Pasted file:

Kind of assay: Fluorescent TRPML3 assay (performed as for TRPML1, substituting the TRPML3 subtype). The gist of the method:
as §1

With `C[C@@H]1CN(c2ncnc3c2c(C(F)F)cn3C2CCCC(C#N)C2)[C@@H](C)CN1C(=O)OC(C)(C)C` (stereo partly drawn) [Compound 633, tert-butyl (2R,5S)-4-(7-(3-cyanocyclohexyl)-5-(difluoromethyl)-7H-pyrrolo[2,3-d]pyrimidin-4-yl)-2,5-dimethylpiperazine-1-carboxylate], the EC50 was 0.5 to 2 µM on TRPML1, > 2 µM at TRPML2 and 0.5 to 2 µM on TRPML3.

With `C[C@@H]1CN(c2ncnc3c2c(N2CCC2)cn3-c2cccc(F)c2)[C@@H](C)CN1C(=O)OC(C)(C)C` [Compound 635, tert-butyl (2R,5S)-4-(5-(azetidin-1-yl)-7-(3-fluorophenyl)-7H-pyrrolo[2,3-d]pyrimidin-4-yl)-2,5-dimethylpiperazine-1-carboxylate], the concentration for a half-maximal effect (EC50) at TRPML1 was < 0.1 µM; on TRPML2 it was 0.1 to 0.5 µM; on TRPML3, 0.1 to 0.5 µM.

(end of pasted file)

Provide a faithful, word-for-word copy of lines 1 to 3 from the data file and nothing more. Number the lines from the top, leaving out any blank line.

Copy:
Kind of assay: Fluorescent TRPML3 assay (performed as for TRPML1, substituting the TRPML3 subtype). The gist of the method:
as §1

With `C[C@@H]1CN(c2ncnc3c2c(C(F)F)cn3C2CCCC(C#N)C2)[C@@H](C)CN1C(=O)OC(C)(C)C` (stereo partly drawn) [Compound 633, tert-butyl (2R,5S)-4-(7-(3-cyanocyclohexyl)-5-(difluoromethyl)-7H-pyrrolo[2,3-d]pyrimidin-4-yl)-2,5-dimethylpiperazine-1-carboxylate], the EC50 was 0.5 to 2 µM on TRPML1, > 2 µM at TRPML2 and 0.5 to 2 µM on TRPML3.